Dubai state-owned port operator, DP World, said on Thursday that Djibouti and Somalia’s decisions to seize control of its terminal projects could hurt African efforts to attract investment.
The firm’s Chairman, Sultan Ahmed bin Sulayem, told a news conference in Dubai that the port operator was currently facing twin political challenges in Africa.
Bin Sulayem alleged that Djibouti abruptly ended its contract to run the Doraleh Container Terminal last month and Somalia’s parliament also voted this week to ban the company.
He said the Djibouti move was illegal, adding that the company had begun proceedings before the London Court of International Arbitration, which had earlier cleared the company of all charges of misconduct over the concession.
“Africa needs infrastructure investments and if countries can change their law (to take assets), then this is going to basically make it more difficult to attract investment,” Bin Sulayem said.
DP World, which reported 14.9 percent rise in 2017 profit to $1.18 billion profit, said that it would invest $1.4 billion across its global portfolio, including Berbera in Somaliland.
It is developing a port in Berbera in partnership with the governments of Somaliland and Ethiopia.
It is also developing a green field free trade zone in the breakaway region.
Bin Sulayem said he was not concerned by the vote in Somalia’s parliament to ban DP World from the country, which the parliament said nullified their Somaliland contract.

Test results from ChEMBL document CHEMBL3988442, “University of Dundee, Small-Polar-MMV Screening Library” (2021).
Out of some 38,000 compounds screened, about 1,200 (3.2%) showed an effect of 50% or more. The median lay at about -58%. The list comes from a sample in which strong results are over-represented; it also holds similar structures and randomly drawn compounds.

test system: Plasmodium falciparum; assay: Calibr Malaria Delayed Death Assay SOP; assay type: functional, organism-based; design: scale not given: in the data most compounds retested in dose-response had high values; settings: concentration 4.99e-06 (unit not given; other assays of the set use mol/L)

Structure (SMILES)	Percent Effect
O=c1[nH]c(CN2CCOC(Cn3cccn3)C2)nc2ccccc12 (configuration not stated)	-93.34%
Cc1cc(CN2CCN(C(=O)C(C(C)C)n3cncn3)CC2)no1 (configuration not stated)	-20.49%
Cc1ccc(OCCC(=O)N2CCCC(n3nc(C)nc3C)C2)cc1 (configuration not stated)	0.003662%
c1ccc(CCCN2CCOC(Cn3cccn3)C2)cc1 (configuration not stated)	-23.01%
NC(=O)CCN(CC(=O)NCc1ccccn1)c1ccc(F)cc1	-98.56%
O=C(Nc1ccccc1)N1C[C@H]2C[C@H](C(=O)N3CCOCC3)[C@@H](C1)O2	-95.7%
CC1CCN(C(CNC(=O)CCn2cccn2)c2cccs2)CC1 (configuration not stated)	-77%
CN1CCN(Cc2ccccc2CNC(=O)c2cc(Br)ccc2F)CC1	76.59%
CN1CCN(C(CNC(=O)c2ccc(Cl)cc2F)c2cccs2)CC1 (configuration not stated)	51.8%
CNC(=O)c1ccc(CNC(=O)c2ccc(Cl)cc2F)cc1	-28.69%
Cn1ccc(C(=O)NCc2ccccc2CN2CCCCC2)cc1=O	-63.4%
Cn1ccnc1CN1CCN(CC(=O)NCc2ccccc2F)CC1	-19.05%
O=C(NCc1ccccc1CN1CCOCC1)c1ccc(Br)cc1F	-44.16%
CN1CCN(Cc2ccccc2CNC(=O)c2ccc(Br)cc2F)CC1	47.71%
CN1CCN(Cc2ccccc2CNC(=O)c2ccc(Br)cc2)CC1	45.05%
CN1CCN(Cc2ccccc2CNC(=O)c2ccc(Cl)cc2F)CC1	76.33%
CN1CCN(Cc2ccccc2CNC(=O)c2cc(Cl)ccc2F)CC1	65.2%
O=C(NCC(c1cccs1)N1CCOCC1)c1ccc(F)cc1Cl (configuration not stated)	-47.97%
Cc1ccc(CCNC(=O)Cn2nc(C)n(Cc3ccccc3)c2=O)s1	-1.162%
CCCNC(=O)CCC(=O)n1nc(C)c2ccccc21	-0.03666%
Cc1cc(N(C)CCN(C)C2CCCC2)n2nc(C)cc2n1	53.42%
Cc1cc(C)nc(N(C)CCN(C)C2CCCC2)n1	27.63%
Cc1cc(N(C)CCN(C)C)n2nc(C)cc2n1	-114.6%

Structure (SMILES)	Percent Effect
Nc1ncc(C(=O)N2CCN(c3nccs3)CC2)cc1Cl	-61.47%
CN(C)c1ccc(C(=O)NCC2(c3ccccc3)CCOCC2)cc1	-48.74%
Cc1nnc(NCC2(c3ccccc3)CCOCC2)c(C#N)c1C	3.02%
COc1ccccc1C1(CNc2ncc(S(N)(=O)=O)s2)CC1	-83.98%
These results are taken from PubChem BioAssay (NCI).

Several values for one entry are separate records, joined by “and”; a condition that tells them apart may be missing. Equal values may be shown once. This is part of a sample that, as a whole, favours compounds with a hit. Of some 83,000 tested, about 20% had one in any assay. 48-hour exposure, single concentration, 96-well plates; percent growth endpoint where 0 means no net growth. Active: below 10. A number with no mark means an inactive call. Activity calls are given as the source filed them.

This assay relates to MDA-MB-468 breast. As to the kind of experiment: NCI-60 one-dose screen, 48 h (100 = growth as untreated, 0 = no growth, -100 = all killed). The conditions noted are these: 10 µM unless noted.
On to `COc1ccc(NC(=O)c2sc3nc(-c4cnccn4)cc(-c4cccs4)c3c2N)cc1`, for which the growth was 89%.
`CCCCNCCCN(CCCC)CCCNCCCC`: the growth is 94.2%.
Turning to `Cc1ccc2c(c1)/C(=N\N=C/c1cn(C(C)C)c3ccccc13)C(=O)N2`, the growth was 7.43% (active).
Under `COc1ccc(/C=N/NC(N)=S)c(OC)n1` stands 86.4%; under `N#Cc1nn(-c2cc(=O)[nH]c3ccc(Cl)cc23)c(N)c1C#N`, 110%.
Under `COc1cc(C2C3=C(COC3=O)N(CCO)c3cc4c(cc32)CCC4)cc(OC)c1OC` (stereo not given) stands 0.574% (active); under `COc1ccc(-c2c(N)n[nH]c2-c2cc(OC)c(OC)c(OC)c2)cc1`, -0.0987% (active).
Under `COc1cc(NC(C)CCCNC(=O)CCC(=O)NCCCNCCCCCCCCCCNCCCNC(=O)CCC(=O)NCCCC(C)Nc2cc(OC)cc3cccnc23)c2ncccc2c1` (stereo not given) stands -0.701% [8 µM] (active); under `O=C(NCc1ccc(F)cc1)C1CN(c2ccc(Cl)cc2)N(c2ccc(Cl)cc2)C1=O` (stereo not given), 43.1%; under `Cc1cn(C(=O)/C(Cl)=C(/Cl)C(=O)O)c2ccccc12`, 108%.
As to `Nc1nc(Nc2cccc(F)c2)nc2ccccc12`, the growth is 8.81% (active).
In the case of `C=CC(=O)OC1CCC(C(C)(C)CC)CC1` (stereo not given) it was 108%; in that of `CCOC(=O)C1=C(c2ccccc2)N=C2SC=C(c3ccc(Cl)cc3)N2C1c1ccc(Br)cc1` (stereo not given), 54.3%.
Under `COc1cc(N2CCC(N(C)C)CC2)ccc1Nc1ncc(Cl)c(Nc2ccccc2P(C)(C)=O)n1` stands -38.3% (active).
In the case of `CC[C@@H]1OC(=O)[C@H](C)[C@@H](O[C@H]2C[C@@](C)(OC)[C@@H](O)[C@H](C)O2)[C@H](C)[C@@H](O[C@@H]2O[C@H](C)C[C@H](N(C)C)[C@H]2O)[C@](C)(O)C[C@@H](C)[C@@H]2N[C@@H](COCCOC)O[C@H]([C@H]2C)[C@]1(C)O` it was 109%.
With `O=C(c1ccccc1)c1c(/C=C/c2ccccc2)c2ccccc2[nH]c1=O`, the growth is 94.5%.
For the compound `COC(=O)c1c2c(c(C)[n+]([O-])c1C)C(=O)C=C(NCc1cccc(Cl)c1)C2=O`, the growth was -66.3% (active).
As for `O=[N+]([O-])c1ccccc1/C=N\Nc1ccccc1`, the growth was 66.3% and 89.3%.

According to source, Somalia’s Lower House of Parliament on Monday rejected the Berbera port deal entered into by semi-autonomous Somaliland, Ethiopia and DP World.
The Lower House had voted to reject the deal through a landslide with 168 of the 170 lawmakers nullifying all agreements between DP World and Somaliland.
DP World had reached agreements with Somaliland over the Berbera and Bosaso ports, but with the Monday vote – both deals are “null and void.”
If the Upper House reaches a similar decision, the President will sign it into law.
Somaliland located in the north of Somalia declared unilateral independence from Somalia on May 18, 1991.
It has been under pressure to hold talks with Somalia which have so far been futile.
The region can boast of an army, its own currency and legal system.
The territory has been experiencing stability and economic prosperity and has been influential in the fight against piracy and terrorism in the Horn of Africa.
The 26 years of diplomatic isolation has made it difficult for Somaliland to have access to loans from the World Bank and the International Monetary Fund.
Europe, the Middle East and Africa accounted for about 42 percent of the cargo DP World handled in 2017.
Amaka E. Nliam